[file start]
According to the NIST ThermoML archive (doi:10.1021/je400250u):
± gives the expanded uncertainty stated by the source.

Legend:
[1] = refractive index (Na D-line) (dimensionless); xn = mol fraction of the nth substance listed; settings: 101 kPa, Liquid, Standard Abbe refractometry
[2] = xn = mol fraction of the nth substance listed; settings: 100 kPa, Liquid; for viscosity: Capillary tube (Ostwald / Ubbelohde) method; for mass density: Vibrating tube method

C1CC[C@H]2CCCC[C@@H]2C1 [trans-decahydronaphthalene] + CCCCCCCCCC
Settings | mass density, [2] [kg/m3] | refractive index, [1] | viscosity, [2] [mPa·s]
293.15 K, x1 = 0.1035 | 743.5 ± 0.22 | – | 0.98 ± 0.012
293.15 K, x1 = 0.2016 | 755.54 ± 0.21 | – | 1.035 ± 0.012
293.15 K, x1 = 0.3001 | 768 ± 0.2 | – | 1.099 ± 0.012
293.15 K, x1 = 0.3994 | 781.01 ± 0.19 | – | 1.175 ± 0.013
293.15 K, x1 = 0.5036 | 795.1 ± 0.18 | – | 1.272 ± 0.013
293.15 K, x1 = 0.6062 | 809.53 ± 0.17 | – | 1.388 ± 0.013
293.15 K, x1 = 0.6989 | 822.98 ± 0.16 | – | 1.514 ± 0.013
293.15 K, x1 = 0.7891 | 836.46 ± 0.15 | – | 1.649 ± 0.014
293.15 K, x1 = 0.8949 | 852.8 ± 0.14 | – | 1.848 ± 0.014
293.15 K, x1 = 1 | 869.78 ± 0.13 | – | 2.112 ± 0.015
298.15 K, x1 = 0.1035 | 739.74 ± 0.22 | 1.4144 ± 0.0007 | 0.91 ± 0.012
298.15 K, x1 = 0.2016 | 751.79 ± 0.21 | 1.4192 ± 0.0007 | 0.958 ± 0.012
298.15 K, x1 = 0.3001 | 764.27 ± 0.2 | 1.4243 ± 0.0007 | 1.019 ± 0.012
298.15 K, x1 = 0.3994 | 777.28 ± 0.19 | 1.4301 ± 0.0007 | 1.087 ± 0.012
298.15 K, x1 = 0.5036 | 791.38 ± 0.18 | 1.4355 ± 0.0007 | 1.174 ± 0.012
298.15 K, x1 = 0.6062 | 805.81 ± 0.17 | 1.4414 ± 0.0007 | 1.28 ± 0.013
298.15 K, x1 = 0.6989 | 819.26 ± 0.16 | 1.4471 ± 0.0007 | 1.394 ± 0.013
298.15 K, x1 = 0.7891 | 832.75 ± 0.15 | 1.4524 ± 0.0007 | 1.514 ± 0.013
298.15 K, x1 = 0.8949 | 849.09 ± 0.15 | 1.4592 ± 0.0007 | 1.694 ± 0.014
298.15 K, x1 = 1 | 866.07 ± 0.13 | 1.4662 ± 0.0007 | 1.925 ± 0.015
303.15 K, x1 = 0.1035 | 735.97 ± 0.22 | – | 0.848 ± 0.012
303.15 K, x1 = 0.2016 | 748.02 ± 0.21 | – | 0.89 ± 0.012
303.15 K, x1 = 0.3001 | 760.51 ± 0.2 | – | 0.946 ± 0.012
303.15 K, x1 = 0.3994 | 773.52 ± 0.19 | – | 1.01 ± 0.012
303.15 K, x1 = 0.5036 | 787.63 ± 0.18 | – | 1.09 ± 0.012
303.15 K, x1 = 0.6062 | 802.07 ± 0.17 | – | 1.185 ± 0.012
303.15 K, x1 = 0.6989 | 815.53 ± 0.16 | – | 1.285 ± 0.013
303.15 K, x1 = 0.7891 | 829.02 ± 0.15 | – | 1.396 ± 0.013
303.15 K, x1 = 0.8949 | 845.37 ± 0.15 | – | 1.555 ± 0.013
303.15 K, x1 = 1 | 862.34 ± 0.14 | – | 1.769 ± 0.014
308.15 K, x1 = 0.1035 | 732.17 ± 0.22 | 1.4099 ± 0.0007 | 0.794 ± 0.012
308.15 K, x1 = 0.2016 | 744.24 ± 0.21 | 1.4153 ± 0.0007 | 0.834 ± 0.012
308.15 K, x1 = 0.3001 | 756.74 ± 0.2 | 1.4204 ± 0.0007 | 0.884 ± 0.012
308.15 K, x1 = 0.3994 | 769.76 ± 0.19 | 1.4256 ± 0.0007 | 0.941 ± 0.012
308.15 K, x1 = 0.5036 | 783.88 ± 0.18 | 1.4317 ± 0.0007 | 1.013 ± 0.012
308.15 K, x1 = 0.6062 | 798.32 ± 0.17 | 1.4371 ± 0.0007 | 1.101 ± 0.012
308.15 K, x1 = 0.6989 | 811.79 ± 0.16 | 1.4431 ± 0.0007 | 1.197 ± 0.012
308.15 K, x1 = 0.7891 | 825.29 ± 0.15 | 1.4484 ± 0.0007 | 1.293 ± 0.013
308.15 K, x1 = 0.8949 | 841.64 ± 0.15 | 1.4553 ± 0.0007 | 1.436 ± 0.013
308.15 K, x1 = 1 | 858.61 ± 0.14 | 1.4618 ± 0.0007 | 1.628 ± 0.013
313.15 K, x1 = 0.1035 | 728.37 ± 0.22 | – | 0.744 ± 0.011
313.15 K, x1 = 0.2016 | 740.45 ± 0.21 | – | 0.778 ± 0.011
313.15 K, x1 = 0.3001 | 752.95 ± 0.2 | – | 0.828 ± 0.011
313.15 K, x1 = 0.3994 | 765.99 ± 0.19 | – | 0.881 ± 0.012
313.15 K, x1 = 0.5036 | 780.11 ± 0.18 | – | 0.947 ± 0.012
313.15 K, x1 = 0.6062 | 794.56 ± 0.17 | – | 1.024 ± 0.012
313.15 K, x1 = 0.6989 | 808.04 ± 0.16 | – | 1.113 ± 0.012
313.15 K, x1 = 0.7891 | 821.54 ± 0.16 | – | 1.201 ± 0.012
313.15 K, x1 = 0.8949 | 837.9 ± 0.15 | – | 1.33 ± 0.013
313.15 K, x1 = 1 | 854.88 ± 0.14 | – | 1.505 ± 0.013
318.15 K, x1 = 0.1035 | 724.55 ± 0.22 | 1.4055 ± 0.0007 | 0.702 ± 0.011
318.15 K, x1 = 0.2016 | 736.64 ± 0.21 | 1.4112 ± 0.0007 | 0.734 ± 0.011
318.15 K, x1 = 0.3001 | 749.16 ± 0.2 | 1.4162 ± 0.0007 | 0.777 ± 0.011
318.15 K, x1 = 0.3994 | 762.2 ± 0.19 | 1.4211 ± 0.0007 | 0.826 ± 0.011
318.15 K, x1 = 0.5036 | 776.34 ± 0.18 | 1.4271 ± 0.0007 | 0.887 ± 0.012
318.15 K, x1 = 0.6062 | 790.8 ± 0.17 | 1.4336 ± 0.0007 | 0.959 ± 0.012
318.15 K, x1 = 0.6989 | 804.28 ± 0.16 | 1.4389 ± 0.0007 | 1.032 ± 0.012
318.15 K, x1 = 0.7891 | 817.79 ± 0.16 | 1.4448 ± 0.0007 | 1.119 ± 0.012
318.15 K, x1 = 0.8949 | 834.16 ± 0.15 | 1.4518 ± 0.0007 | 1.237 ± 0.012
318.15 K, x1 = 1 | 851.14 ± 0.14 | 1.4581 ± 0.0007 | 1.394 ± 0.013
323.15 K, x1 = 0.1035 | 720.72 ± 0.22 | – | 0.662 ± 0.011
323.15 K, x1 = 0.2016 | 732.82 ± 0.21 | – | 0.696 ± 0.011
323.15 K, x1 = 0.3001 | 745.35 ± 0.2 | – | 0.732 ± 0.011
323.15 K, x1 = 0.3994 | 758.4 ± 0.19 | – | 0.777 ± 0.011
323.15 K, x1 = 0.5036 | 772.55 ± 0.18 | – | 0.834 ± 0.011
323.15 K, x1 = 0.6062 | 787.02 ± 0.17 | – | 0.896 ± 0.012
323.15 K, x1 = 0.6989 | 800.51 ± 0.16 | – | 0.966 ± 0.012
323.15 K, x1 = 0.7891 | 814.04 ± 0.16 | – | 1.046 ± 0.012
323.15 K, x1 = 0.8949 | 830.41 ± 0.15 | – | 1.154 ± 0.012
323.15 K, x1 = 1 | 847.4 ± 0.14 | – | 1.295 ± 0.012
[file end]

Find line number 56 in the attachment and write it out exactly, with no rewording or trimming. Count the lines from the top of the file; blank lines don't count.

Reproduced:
313.15 K, x1 = 0.8949 | 837.9 ± 0.15 | – | 1.33 ± 0.013